Oh, I only wish I were talking about myself. But alas, I’m referring to something just a tad prettier and more fragrant. Flowers.
A year ago, I was bundled up in a down jacket and there was a foot of snow on the ground in town (and much more in the mountains). This weekend I’m running in a tank top through fields blooming with phlox and shooting stars and climbing in crags that are ready to burst with poison ivy. And I find my dog dodging a new crop of prickly pear cactus as she follows me.
I don’t know about where you live, but it’s an unseasonably early spring in the Rockies, and time for me to pry from my memory banks what I know about the glorious display around me. I wish it were there just for my aesthetic pleasure. But Tod Schimelpfenig, NOLS’ director of wilderness medicine curriculum reminds me that this is indeed not true. “Hidden in this colorful display are plants that protect themselves with thorns, irritating hairs and saps, or chemicals that render them unpalatable and toxic,” warns Tod.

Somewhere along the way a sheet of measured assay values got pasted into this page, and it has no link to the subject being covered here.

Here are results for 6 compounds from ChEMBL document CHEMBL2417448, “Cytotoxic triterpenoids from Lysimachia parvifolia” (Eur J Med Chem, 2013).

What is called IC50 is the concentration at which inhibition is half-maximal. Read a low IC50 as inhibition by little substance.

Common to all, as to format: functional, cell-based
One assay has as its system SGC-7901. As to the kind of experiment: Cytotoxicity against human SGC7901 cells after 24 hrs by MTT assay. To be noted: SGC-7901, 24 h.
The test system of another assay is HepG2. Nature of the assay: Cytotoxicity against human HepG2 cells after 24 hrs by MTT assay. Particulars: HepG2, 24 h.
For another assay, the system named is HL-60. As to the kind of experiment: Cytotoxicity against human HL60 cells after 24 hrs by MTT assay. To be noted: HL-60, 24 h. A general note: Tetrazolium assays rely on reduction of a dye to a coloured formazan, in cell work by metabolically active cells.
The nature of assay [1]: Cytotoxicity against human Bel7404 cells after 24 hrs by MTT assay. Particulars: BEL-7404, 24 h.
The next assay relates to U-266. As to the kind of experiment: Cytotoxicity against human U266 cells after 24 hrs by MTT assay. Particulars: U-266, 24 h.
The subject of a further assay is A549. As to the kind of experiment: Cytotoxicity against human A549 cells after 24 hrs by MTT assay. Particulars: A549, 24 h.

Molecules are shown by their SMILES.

To avoid an accidental poisoning, use a plant guidebook, learn to use a plant key, and don’t eat a plant you can’t identify. If your child experiences the world through by taste testing it (like mine), keep an eye on him to make sure he doesn’t sample everything on your walk. If you brush against poison ivy, oak, or sumac, you have a short window to take a soap and water bath to remove the urushoil. If you react you can try the various recommended creams and lotions. “But expect misery, not magic,” says Tod. If you do eat something toxic, take comfort in knowing ingestions are usually small and not harmful. If your child eats something poisonous, you can immediately induce vomiting unless he exhibits signs of illness or altered mental status. If you can’t contact Poison Control (1-800-222-1222), get your child to definitive care immediately.
Ok, I probably ruined your entire spring vision of skipping through fields of flowers and singing like Maria in The Sound of Music. What was once a Monet landscape now looks more like The Scream, right?
But better be safe than sorry. Knowing more about the flora around you will help you better enjoy the splash of color in the hills and meadows that we call spring in the Rockies.